What is the real meaning of cashflow management?
- April 30, 2019
- Posted by: Arron Skillen
- Category: Small Business
The lifeblood of, and usually the greatest stress on a small business is cashflow. Your bankers talk about it, your accountants talk about it, your spouse may talk about it; but what really is cashflow and how do we use cashflow management strategies effectively?
What is Cashflow?
“the total amount of money being transferred into and out of a business, especially as affecting liquidity.”
But what does that mean? This is the common question that has been asked by small businesses owners in my experience. “My business made ‘x’ profit last month, why don’t I have money in my bank account?” Sound familiar? This is because of the way reporting works in businesses. Effectively, cashflow is how much physical money was paid into and out of the business, which is different and separate from profit and loss. You can make $20,000 profit in a month, but if all of that revenue has not been collected, physically attributing money into the bank account, then cashflow will be affected.
The common cash outflows for small businesses are paying wages, paying creditors too early, owners taking drawings or making loan repayments. If these amount to more than what was physically banked (collected) from your customers, you have a cashflow issue.
How do you fix cashflow issues?
There is no easy, quick fix for cashflow issues. Most have been brought about through poor debtors management by lack of follow up or customers being accustomed to late paying; or through a lack of understanding as to how much to draw out of the business, or leverage, or resource. Fortunately though, there are some quick wins to help with cashflow management.
- Invoice on time – it is amazing how quickly invoices can be forgotten when a job is complete. Especially if you have trading terms (such as 14 day payment), getting your invoices issued as soon as possible after the job is complete will go a long way to helping your cashflow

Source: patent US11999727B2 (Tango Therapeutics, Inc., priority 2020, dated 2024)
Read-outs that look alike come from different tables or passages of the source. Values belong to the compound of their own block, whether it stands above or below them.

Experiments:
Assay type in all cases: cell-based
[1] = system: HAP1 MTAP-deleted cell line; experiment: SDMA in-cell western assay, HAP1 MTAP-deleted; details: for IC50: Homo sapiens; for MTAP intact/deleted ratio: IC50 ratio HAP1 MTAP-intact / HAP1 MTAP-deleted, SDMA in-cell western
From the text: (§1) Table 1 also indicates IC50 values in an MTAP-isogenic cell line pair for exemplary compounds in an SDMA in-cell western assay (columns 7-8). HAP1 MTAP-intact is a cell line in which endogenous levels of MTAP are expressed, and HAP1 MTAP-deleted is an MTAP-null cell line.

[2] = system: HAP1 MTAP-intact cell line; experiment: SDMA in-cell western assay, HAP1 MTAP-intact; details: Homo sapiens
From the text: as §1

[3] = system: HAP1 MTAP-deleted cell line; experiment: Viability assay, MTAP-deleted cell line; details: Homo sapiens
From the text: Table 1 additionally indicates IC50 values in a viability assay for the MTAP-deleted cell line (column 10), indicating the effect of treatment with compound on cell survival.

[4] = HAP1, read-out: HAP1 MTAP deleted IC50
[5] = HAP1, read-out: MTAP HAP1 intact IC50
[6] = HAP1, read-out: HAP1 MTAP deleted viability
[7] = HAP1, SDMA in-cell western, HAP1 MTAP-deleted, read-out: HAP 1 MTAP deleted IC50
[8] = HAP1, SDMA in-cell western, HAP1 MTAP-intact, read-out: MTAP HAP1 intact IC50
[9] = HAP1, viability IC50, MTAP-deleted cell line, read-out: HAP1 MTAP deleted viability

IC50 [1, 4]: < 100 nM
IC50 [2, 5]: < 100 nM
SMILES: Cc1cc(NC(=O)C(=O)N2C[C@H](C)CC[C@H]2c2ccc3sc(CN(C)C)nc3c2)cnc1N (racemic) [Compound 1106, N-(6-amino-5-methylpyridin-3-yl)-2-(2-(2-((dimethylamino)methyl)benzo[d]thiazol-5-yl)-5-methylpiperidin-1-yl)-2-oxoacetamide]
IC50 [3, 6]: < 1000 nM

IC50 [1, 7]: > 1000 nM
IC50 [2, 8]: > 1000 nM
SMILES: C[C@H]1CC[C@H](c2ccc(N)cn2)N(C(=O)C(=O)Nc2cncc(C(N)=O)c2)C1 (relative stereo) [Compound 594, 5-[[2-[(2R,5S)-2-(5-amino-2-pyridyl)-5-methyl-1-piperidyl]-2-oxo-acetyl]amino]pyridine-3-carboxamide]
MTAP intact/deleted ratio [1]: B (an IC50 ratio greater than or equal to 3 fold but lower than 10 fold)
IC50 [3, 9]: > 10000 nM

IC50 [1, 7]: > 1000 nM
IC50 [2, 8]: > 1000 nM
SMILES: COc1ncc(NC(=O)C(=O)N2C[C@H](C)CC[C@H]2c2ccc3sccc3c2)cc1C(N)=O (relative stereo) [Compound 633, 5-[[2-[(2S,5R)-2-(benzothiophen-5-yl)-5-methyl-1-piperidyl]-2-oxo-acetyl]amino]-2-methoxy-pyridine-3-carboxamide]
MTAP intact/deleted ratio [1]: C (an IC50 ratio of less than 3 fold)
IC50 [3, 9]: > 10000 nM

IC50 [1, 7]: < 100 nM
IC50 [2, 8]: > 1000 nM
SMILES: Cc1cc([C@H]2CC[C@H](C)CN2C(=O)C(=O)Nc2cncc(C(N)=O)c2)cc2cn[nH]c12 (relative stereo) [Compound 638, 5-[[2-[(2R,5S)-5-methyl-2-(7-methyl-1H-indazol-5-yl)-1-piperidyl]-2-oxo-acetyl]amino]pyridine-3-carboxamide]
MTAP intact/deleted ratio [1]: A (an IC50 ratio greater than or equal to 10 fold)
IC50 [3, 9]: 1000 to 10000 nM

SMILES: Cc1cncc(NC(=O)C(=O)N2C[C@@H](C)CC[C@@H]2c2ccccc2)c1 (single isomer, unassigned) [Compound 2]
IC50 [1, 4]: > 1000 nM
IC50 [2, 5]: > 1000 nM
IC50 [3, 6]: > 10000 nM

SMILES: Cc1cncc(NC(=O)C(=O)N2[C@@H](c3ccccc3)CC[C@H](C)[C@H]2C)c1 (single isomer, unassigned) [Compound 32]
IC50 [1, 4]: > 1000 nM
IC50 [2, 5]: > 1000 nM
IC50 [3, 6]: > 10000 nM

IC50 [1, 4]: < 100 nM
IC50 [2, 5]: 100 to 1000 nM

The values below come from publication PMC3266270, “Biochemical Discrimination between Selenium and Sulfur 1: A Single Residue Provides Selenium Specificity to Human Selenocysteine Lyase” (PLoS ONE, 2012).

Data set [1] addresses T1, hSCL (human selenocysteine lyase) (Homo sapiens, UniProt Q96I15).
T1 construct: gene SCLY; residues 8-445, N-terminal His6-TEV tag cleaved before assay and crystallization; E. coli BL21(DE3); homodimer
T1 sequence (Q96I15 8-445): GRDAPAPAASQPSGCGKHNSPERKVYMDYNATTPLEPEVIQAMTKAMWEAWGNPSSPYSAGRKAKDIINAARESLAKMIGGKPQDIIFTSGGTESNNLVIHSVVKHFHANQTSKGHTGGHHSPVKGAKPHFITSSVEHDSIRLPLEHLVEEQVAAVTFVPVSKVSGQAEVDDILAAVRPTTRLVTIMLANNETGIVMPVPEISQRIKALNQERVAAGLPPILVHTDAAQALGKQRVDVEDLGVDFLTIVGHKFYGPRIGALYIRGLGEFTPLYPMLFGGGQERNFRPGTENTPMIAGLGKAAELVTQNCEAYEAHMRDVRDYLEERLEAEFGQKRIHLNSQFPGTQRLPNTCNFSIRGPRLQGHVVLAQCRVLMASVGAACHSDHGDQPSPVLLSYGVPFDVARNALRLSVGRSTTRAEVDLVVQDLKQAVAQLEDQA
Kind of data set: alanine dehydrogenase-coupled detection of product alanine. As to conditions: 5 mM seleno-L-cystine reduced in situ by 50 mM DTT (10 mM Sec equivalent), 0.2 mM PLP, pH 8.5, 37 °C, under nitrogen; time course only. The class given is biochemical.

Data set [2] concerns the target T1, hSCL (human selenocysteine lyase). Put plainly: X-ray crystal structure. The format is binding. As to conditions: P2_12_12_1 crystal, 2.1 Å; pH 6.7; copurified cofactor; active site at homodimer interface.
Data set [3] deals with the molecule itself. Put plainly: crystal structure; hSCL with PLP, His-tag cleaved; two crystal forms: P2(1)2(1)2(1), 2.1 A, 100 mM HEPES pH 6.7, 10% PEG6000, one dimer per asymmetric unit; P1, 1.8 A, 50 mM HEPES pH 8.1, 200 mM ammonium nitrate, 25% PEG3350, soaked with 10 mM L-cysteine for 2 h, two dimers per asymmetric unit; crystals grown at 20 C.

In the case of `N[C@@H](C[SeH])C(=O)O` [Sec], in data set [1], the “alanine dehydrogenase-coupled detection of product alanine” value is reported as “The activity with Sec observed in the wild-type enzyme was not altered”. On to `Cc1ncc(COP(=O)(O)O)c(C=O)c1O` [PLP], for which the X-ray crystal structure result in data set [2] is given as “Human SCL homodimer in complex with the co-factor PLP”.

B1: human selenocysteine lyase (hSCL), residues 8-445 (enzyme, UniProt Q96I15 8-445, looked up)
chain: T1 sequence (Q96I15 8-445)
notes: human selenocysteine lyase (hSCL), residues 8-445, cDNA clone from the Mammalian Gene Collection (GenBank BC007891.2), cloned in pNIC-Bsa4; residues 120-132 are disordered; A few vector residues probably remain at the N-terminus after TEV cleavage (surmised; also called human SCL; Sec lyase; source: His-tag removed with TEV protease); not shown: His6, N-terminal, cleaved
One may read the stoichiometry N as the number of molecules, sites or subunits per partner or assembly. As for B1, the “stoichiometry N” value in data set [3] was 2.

- Send regular statements – there are many systems and apps available now that make the process of sending statements a breeze. Set a regular time each month (or twice a month) to send statements to gently remind customers of outstanding amounts. Sometimes it is the gentle reminder that works wonders
- Create a cashflow budget – budgets can be complex things; but a cashflow budget is worth its weight in gold for keeping on top of payments out. Start by creating a week by week table and entering in all of your obligations as they are due. Have your opening and closing bank balances in each week and you will see what cash you need to collect or what obligations (such as creditors) you need to defer due to the surplus or shortfall
- Take advantage of creditor payment terms – some business owners pay creditor invoices when they receive them and do not take full advantage of payment terms – this creates a cash shortfall. Always look for when a creditor is due and hold off payment until then
What else can you do?
Understanding what cashflow is and introducing sustainable cashflow management practices is vital to the success of a small business. The quick wins I mention above is literally the tip of the iceberg when it comes to cashflow management and having the right team around you is vital. At Bizee Management Solutions, we specialise in cashflow management and putting the correct systems in place to assist with your cashflow. For a free consultation on how we could assist your business, please use our contact form below.